Killed were the popular mayor of San Francisco, George Moscone, and the nation's first openly gay elected official, Supervisor Harvey Milk.
On Wednesday, people attended a rally at City hall and then marched into the Castro District, where Milk operated a camera shop before he was killed.
On this day, each year, we relive San Francisco's darkest day.
The community groups held the march and rallies, just like they did when Moscone and Milk were killed.
Chris Moscone was only 16 when a police officer told him his dad was killed.
"And I said, 'what's going on?' And he said, 'Son, you don't know? Your father has expired.' Those were the words he said. I never really heard someone say that," Moscone said.
Nov. 27, 1978.
Dan White, a former firefighter who was elected to the Board of Supervisors, shot and killed the two men at City Hall.
He had resigned from the board earlier that month, but now wanted his seat back. White was angry that Moscone refused to re-appoint him. He packed his gun and went to City Hall.
Instead of going through the metal detectors, White slipped in through a door in the basement.
At the time, Willie Brown was a state assemblyman who was meeting with Moscone in the mayor's office. He left just 45 seconds before White entered.
"We were having coffee and George as usual said, you know, 'how do I just tell this guy it's all over? But I got to do it.' I walked out. Dan White walked in," Brown said.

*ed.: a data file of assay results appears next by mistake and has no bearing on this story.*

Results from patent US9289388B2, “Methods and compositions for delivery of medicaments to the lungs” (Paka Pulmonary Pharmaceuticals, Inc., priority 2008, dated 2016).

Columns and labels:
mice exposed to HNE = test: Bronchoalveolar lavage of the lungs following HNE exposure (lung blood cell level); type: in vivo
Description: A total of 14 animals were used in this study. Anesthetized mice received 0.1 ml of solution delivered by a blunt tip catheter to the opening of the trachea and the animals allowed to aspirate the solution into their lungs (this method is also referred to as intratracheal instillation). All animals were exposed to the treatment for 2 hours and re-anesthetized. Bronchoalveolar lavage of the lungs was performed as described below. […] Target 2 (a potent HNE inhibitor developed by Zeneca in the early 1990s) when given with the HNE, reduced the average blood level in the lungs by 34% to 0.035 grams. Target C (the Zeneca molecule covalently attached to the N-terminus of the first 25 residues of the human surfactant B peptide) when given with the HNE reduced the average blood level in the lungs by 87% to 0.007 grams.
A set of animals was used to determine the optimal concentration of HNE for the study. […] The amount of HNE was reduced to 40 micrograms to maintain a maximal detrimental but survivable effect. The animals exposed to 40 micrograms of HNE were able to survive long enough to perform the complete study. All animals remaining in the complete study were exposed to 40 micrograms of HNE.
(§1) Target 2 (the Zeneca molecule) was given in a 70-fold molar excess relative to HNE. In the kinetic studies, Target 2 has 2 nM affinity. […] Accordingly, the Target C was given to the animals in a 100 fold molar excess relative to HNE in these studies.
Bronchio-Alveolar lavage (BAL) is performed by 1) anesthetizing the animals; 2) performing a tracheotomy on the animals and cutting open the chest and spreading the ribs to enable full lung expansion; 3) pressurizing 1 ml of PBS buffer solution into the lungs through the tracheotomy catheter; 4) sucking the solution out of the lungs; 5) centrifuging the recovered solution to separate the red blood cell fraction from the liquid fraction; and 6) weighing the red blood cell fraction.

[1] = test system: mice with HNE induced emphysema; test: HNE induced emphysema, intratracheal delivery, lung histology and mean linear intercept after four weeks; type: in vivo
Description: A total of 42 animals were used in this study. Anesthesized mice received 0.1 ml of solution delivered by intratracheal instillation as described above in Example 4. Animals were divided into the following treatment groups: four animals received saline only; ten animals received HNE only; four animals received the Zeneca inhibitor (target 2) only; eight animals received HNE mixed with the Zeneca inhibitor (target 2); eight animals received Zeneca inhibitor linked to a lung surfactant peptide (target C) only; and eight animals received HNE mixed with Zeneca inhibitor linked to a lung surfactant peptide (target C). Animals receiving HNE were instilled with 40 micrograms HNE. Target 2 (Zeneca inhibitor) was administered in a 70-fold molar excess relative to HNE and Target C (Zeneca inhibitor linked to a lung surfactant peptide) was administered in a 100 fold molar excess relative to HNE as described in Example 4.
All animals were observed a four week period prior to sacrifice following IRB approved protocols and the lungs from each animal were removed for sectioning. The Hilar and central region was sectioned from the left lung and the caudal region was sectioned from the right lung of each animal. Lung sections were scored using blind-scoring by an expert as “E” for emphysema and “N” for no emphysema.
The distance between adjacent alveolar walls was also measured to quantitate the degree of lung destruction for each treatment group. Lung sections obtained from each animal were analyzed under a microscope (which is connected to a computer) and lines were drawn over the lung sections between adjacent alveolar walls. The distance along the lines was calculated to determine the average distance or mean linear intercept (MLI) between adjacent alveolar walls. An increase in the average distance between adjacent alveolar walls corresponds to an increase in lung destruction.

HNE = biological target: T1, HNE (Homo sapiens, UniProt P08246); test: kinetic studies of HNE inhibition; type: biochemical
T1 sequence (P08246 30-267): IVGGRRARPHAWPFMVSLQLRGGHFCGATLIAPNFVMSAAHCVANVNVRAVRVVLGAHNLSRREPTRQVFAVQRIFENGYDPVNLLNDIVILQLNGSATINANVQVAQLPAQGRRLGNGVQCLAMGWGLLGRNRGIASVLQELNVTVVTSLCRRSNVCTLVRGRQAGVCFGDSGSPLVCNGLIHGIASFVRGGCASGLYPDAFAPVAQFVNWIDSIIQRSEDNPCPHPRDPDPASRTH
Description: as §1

Brown would learn later he also was on White's death list.
After he killed Moscone, White went to the supervisors offices, where he encountered Harvey Milk.
Gay rights activist Cleve Jones had just met with Milk that very morning
"I had been in City Hall that morning," he said. "Harvey sent me home to get a file I left in the apartment. And when I came back I saw his body."
At City Hall, chaos reigned.
A tearful Board of Supervisors President Dianne Feinstein broke the news to the public
Tens of thousands attended an impromptu march and rally that night at City Hall.
Chris Moscone says he's proud of his father's legacy, but most of all he misses him as a father.
"It's so sad that he wasn't able to see us grow up and his grandkids," Moscone said. "Because that's really what mattered to him, was his friends and family."
White turned himself into police. He was tried on first degree murder charges.
But his defense team successfully argued that his actions were caused by severe depression, even blaming junk food. That's why his defense was known as the "Twinkie Defense."
The jury convicted him of only voluntary manslaughter, a highly unpopular decision.
White served some of his time. He was paroled and later committed suicide.